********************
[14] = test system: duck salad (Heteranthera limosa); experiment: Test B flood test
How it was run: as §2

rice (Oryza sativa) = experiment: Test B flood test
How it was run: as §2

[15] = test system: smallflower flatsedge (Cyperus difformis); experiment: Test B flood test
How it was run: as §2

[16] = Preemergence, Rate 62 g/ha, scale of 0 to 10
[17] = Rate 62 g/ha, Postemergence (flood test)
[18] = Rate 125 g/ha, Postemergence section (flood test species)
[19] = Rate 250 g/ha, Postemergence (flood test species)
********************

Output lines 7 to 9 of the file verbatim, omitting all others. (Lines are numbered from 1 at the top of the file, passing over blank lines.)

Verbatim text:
[16] = Preemergence, Rate 62 g/ha, scale of 0 to 10
[17] = Rate 62 g/ha, Postemergence (flood test)
[18] = Rate 125 g/ha, Postemergence section (flood test species)